What It’s About: The show has music by Stephen Flaherty, lyrics
by Lynn Ahrens and a book by Terrence McNally, based on the 1994 Albert Finney
film, of the same title. It tells the story of an amateur theatre group in
Dublin and their leader, who is determined to stage a version of “Salome” at
his church, despite the objections of church authorities.

Director: Christina Rios

Starring: Mark Kelley, Kellen Green, Kent Coffel, Stephanie
Merritt, Marshall Jennings, Jennifer Theby-Quinn, Jodi Stockton, Dustin
Allison, Michael B. Perkins, Lindy Elliott, Nancy Nigh, Kay Love and Curtis
Moeller

Photo by Danny Brown“Wit” Alpha Players of Florissant Aug. 23-24, Friday at 7:30 p.m. and Saturday at 2 p.m. and 7:30 p.m. Florissant Civic Center Box Office: 314-921-5678 https://florissantmo.thundertx.com

What It’s About: Winner of the Pulitzer Prize for Drama, “Wit”
is a play that simply needs to be experienced.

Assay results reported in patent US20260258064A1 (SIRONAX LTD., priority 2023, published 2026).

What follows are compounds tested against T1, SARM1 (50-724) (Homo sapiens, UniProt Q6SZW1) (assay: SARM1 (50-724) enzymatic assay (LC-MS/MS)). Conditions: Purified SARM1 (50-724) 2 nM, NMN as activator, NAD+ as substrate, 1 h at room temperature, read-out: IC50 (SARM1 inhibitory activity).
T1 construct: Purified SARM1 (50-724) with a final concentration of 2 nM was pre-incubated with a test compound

The journey taken in Wit is one of beauty, pain, humor, poetry, and
above all, what it is to be human. Vivian Bearing is a genius level intellect
who has gotten very far using only her search for knowledge and her sheer force
of will.  She is a wonderfully complex
and beautifully stubborn character.  When
Vivian is diagnosed with ovarian cancer she must learn the value of kindness
and compassion, that sometimes knowledge is not enough, and that there are more
things in heaven and earth than are dreamt of in her philosophy. “Wit” is a
show that will stay with you long after the final curtain.”

Director: Danny Brown
Starring: Susan Volkan, Gabriel Beckerle, Tim Callahan, Kathy Fugate, Joel
Brown, Kate Weber, Lisa Hinrichs, Kyliah Thompson.
Of Note: Donations will be accepted for St. Louis Ovarian Cancer Awareness

By Lynn Venhaus
Managing Editor
Passion drives the characters and the R-S Theatrics production of a miraculous
little musical that has something to say. The title “A Man of No Importance” is
a misnomer, for Alfie Byrne is a remarkable human being whose significance is mirrored
in the faces of his fellow Dubliners.
In a blockbuster musical theater climate that regularly serves feel-good fluff and
spectacle, Broadway heavyweights Lynn Ahrens and Stephen Flaherty wrote pensive
Irish-inflected music and lyrics and four-time Tony-winning playwright Terrence
McNally penned the book for a heartfelt rumination on friendship, acceptance,